3. Cool and oxygenate well, ferment at 18-21 C for 7-14 days
  4. Keg & carb, add gelatin to clear

Tasting Notes:

Appearance: Crystal clear, modestly carbonated, light-brown body with amber highlights. Head pours thick and creamy, and lasts for several minutes.
Aroma: Toasty malt note with some raisin/date-like fruit aroma. Subtle “spicy” note from the aroma hop addition.

Flavour: Strong malt character, mostly toast and stone-fruit, but with a touch of caramel malt sweetness. This is complemented by the yeast, which provides a nut-like ester quality that fits nicely with the toast of the Marris Otter and Special Roast malts. The strong malt note is nicely balanced by a decent hop bitterness, plus some raisin/date-like fruit notes provided by the C120 and yeast. The hop flavour addition is not overt; a subtle spice note is present, but not dominant. Finish is dry, with a lingering hop bitterness and touch of stone-fruit sweetness.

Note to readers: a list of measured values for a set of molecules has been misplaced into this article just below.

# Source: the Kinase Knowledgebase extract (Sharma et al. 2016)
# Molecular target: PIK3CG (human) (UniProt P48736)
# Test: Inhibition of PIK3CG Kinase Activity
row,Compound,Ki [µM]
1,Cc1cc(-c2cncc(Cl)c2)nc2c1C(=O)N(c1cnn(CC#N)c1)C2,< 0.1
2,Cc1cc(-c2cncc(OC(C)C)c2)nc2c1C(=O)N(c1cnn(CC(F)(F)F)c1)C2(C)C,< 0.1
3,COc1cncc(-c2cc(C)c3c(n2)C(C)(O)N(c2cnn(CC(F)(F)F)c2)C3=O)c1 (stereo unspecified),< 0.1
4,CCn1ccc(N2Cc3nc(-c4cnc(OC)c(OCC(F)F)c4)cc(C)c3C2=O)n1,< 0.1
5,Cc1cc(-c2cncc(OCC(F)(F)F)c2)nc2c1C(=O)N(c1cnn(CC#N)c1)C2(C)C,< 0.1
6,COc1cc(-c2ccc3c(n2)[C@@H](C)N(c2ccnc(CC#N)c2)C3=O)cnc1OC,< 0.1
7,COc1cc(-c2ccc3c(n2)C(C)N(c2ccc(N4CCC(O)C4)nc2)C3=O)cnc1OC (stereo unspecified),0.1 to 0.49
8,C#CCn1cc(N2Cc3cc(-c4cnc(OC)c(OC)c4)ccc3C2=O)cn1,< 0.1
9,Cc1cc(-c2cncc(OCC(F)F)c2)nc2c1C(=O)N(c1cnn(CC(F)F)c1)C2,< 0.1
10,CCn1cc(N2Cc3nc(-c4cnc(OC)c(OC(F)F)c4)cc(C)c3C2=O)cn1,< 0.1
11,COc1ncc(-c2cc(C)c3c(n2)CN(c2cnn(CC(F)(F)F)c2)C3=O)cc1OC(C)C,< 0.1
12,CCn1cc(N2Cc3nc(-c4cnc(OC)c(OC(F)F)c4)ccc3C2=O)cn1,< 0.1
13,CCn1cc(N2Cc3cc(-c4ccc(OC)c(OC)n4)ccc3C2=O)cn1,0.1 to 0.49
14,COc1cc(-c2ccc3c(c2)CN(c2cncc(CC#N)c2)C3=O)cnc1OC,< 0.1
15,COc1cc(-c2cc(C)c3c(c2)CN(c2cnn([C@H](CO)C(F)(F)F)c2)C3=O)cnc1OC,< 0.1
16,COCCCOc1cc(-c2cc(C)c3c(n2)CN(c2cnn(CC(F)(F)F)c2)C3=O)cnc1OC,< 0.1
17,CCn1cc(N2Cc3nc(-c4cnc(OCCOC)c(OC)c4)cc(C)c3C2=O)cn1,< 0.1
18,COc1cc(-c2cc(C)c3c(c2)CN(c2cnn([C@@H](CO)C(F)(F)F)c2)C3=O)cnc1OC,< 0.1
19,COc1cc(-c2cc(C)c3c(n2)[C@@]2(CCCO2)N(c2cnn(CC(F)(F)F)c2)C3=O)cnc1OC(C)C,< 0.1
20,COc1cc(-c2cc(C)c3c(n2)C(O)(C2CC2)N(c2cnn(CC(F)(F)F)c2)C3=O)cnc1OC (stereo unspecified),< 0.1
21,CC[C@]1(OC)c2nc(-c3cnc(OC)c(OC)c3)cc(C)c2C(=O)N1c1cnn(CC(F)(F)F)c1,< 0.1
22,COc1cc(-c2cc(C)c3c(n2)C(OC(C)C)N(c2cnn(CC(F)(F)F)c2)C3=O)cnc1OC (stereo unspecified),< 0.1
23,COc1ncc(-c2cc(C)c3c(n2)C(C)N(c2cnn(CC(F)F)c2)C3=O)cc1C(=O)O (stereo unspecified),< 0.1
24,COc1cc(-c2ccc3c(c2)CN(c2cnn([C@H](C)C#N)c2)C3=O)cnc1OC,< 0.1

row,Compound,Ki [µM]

Mouthfeel: Medium-light body, whetting when you drink it but with a dry finish. Carbonation is on the high end for the style, but its the way I prefer it. No astringency or drying sensation.

Overall: A good pint of bitter; sessionable but with a ton of character. This is one of the only recipes I have that makes a frequent return to my brewhouse, and the reason for that is that this recipe makes – to my mind – the ideal bitter. The fact it goes from grain to bottle in 7-10 days doesn’t hurt either.

4 thoughts on “Don’t be bitter – its just a bitter

  • June 20, 2016 at 11:47 AM

    Cool – I wish I could work some of this into my own teaching, but I'm stuck with more classical microbiology.

    As for hop-resistant lactobacilli, they are few and far between. White labs WLP677 (Lactobacillus delbrueckii) and Wyeast WY5223-PC (Lactobacillus brevis) are reputed to be resistant to up to 20 IBU, although in my hands both usually clunk out around 10 IBU (which is still fairly resistant; some lacto's keel over if you wave a hop cone over the brewpot).